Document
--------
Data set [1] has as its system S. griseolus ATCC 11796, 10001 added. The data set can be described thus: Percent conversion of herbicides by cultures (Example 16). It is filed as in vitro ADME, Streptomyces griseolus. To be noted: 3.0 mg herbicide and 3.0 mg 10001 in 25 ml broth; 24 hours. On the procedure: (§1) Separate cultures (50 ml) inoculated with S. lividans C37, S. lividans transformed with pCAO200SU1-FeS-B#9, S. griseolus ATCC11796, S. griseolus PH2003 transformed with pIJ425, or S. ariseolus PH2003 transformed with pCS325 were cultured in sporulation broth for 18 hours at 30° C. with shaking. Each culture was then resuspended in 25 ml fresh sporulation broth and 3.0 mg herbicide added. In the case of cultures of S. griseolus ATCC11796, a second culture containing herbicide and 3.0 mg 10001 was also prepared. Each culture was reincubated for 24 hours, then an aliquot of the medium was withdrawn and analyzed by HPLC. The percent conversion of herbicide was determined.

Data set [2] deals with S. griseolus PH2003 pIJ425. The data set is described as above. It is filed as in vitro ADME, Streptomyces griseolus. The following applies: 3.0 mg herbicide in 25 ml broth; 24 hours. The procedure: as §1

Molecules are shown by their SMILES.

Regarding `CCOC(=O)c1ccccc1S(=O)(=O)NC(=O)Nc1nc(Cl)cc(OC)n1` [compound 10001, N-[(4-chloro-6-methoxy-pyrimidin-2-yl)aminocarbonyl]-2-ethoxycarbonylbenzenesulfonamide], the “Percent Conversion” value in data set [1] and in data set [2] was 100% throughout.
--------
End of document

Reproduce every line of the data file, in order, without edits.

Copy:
Data set [1] has as its system S. griseolus ATCC 11796, 10001 added. The data set can be described thus: Percent conversion of herbicides by cultures (Example 16). It is filed as in vitro ADME, Streptomyces griseolus. To be noted: 3.0 mg herbicide and 3.0 mg 10001 in 25 ml broth; 24 hours. On the procedure: (§1) Separate cultures (50 ml) inoculated with S. lividans C37, S. lividans transformed with pCAO200SU1-FeS-B#9, S. griseolus ATCC11796, S. griseolus PH2003 transformed with pIJ425, or S. ariseolus PH2003 transformed with pCS325 were cultured in sporulation broth for 18 hours at 30° C. with shaking. Each culture was then resuspended in 25 ml fresh sporulation broth and 3.0 mg herbicide added. In the case of cultures of S. griseolus ATCC11796, a second culture containing herbicide and 3.0 mg 10001 was also prepared. Each culture was reincubated for 24 hours, then an aliquot of the medium was withdrawn and analyzed by HPLC. The percent conversion of herbicide was determined.

Data set [2] deals with S. griseolus PH2003 pIJ425. The data set is described as above. It is filed as in vitro ADME, Streptomyces griseolus. The following applies: 3.0 mg herbicide in 25 ml broth; 24 hours. The procedure: as §1

Molecules are shown by their SMILES.

Regarding `CCOC(=O)c1ccccc1S(=O)(=O)NC(=O)Nc1nc(Cl)cc(OC)n1` [compound 10001, N-[(4-chloro-6-methoxy-pyrimidin-2-yl)aminocarbonyl]-2-ethoxycarbonylbenzenesulfonamide], the “Percent Conversion” value in data set [1] and in data set [2] was 100% throughout.